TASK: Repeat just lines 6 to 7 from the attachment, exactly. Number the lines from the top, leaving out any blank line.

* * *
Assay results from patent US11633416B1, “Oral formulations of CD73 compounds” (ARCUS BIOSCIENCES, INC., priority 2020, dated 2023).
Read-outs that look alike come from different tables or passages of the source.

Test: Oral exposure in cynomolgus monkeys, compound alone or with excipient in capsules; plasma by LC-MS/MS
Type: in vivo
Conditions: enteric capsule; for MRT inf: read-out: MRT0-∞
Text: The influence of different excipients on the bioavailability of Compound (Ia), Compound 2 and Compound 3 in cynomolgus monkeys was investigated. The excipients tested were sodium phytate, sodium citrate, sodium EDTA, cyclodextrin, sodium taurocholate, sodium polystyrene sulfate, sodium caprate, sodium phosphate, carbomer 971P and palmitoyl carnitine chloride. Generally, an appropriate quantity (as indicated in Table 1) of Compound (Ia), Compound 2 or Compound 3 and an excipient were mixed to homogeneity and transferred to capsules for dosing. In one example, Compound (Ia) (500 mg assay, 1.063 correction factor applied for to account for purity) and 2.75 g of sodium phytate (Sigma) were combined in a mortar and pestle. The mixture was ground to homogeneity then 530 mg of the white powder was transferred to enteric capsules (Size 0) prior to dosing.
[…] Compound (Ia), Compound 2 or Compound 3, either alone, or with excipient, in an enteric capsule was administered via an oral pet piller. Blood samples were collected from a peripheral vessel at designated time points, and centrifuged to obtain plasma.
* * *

Text: The influence of different excipients on the bioavailability of Compound (Ia), Compound 2 and Compound 3 in cynomolgus monkeys was investigated. The excipients tested were sodium phytate, sodium citrate, sodium EDTA, cyclodextrin, sodium taurocholate, sodium polystyrene sulfate, sodium caprate, sodium phosphate, carbomer 971P and palmitoyl carnitine chloride. Generally, an appropriate quantity (as indicated in Table 1) of Compound (Ia), Compound 2 or Compound 3 and an excipient were mixed to homogeneity and transferred to capsules for dosing. In one example, Compound (Ia) (500 mg assay, 1.063 correction factor applied for to account for purity) and 2.75 g of sodium phytate (Sigma) were combined in a mortar and pestle. The mixture was ground to homogeneity then 530 mg of the white powder was transferred to enteric capsules (Size 0) prior to dosing.
[…] Compound (Ia), Compound 2 or Compound 3, either alone, or with excipient, in an enteric capsule was administered via an oral pet piller. Blood samples were collected from a peripheral vessel at designated time points, and centrifuged to obtain plasma.